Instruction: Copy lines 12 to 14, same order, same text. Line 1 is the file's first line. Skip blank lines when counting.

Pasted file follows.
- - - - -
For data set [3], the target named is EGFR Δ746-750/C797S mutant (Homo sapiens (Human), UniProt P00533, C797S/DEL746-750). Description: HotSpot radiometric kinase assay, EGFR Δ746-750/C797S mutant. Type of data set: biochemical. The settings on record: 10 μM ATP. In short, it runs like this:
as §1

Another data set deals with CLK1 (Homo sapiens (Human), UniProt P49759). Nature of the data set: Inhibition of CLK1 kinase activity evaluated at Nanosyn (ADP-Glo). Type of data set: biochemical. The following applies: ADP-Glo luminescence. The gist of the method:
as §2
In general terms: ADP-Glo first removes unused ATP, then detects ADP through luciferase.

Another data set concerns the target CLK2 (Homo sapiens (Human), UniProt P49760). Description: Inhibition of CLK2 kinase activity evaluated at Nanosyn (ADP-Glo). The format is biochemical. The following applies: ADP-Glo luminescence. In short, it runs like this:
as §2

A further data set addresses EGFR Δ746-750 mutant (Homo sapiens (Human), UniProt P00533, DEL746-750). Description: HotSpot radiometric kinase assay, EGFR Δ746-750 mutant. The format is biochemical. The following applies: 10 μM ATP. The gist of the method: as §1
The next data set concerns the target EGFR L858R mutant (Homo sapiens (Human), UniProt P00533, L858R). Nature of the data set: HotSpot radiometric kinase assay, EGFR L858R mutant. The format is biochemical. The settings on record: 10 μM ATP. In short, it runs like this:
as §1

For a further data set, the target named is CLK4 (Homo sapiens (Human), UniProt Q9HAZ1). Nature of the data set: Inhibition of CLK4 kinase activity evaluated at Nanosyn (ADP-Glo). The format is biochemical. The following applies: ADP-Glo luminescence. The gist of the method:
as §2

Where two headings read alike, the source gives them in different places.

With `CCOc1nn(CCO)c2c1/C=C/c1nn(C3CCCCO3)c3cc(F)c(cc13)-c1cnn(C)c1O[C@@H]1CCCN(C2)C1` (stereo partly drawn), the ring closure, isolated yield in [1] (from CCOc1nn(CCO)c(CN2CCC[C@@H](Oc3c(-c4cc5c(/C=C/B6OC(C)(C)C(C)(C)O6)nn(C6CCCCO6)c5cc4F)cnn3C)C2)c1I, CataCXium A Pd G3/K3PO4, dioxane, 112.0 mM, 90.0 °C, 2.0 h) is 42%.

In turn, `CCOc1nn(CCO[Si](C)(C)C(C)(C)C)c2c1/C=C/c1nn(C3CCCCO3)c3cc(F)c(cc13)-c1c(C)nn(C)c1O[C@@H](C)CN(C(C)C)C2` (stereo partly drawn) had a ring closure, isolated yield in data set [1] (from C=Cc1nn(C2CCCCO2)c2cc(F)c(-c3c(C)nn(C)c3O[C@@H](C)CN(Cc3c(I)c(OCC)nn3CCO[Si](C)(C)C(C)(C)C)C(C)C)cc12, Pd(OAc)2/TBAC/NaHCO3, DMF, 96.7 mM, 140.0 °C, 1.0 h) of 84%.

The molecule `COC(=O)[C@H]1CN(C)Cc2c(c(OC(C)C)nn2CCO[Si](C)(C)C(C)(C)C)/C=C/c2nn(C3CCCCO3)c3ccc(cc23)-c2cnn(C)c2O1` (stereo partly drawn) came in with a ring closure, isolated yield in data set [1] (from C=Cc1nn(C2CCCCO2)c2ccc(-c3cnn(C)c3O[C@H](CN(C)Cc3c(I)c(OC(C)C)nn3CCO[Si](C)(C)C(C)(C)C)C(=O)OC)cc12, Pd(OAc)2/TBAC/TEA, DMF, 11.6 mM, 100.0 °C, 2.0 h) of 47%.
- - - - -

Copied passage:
as §2

Where two headings read alike, the source gives them in different places.

With `CCOc1nn(CCO)c2c1/C=C/c1nn(C3CCCCO3)c3cc(F)c(cc13)-c1cnn(C)c1O[C@@H]1CCCN(C2)C1` (stereo partly drawn), the ring closure, isolated yield in [1] (from CCOc1nn(CCO)c(CN2CCC[C@@H](Oc3c(-c4cc5c(/C=C/B6OC(C)(C)C(C)(C)O6)nn(C6CCCCO6)c5cc4F)cnn3C)C2)c1I, CataCXium A Pd G3/K3PO4, dioxane, 112.0 mM, 90.0 °C, 2.0 h) is 42%.